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How to build authentic community: tactics that work

how to build authentic community

If you are looking to build a community of any kind, getting started can be daunting. On a macro level, it is important to have your vision, purpose, and values in place so the right people will align to what you are doing. If you haven’t already, check out this post from our archives on What Makes a Community Thrive. It covers the macro view of community building with lessons from adolescent summer campers, Argentinian Buddhists, and seltzer fanatics.

On a micro level, there are specific tactics you can use to create a rock-solid foundation for a community that lasts. Here at Groundwork, we’ve been a community-driven coworking space from the beginning. We’ve found that all of our members, no matter how busy, want to feel like they’re part of a tribe. And while there’s nuance and magic involved with making this happen, there are also some very simple and repeatable tasks that you can build into your daily schedule. Let’s jump right in, and take a look at how to build authentic community with tactics that work:

Prioritize the welcome process

The onboarding process is a big to-do in the coworking world. Ours includes a welcome gift bag, a slide show covering our values, and a polaroid photo shoot. Yours doesn’t have to be quite so formal, but the important thing here is to take time to deliberately welcome each individual into your community. Your number one job during the welcome is to ask questions and listen. Your goal is to understand what this person can offer as well as what they would like to receive from the experience. This early experience will set the tone for your new community member, and will guide you in facilitating a great experience.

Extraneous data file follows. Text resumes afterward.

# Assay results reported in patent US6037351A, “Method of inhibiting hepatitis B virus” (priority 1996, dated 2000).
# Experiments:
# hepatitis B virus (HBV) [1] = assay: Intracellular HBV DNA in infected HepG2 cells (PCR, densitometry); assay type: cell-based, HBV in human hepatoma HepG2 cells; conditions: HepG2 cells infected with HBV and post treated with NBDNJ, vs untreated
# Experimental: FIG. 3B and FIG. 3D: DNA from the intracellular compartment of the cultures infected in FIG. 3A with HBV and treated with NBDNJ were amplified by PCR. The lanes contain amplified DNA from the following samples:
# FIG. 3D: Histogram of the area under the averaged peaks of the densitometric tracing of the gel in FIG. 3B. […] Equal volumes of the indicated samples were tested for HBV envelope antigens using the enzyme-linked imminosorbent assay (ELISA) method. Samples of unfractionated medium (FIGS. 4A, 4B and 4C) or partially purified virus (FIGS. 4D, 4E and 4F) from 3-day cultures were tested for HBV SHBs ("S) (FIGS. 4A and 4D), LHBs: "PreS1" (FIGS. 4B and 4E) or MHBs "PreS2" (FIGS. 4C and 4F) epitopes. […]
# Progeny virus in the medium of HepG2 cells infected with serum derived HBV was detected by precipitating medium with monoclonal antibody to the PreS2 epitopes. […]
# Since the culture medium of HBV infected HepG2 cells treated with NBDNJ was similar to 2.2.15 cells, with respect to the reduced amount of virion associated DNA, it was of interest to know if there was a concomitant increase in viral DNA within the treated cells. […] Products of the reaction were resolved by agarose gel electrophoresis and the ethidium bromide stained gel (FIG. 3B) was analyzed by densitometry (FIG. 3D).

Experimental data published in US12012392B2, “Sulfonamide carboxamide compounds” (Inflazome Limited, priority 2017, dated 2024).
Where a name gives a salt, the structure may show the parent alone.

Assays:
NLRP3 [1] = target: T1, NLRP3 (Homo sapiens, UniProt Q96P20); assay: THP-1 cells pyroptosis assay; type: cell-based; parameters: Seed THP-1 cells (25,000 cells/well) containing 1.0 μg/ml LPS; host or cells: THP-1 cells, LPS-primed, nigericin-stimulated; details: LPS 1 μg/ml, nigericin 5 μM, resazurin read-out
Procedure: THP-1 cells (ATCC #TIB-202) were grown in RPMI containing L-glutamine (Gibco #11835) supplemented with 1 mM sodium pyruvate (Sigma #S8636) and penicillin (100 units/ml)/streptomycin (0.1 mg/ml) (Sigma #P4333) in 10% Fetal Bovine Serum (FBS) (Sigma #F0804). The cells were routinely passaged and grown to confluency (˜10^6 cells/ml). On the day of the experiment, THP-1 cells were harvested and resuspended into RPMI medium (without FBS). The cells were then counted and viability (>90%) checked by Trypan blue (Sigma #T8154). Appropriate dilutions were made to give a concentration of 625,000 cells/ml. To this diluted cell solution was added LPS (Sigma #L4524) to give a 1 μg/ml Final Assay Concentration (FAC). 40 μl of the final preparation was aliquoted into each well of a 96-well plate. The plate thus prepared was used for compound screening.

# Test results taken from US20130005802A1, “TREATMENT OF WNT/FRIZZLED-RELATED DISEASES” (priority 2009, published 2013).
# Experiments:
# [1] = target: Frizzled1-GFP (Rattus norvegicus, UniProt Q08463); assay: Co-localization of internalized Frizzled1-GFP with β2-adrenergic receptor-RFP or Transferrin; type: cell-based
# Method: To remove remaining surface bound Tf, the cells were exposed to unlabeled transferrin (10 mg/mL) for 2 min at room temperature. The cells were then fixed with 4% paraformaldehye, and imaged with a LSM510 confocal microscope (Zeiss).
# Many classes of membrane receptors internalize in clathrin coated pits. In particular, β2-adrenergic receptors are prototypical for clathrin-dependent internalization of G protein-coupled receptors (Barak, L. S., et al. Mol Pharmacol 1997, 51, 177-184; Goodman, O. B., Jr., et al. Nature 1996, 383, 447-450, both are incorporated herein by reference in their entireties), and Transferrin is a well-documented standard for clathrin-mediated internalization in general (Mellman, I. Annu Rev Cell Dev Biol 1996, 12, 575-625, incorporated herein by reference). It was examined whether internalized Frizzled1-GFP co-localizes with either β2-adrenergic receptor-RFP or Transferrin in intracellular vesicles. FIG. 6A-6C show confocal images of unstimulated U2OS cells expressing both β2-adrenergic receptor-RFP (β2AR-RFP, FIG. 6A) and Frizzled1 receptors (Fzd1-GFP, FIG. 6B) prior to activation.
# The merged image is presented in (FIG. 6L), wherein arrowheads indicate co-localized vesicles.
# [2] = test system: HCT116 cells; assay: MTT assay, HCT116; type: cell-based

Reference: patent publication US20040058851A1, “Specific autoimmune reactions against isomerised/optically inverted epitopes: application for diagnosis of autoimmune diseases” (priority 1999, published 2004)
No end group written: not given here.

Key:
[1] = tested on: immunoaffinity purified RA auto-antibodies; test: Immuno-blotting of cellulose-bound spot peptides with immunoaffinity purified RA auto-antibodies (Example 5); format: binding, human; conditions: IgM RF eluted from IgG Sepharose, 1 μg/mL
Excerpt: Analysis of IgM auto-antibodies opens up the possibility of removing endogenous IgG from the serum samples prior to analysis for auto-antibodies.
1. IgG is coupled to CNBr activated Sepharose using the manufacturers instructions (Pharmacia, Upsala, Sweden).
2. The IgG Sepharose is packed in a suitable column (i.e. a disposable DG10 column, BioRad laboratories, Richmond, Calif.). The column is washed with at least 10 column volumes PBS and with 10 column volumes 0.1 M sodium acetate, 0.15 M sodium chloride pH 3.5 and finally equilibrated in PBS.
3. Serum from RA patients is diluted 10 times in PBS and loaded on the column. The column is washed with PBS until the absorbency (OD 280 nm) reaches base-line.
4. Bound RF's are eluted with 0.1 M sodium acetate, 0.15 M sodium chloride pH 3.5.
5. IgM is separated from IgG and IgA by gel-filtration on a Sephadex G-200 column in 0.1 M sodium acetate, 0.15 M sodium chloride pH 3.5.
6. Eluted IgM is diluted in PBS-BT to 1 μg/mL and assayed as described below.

I joined a non-profit organization a couple of years ago as a volunteer instructor. I received an email about a training the day before it was scheduled and I was unable to make it on such short notice. After that I received no further communication from the leadership. I had to ask a fellow volunteer to figure out when and where to show up for volunteer shifts. I felt so unwelcome, I started to wonder if they actually wanted me to be there or if I was just an imposition. I did not stay long, even though I loved the organization’s mission.

Don’t treat your people this way. Everything starts with the welcome. And remember, your most important job during the welcome is to listen.

Find and utilize unique talents

John McKnight, who created Asset Based Community Development (ABCD), asserted that community is built by focusing on people’s gifts rather than their deficiencies. He asserts that if we want to build strong communities, we should focus on assets, resources, and talents. In order to do this, we must pay attention to our community members. This is why the initial welcome process, and your role as a listener is so important.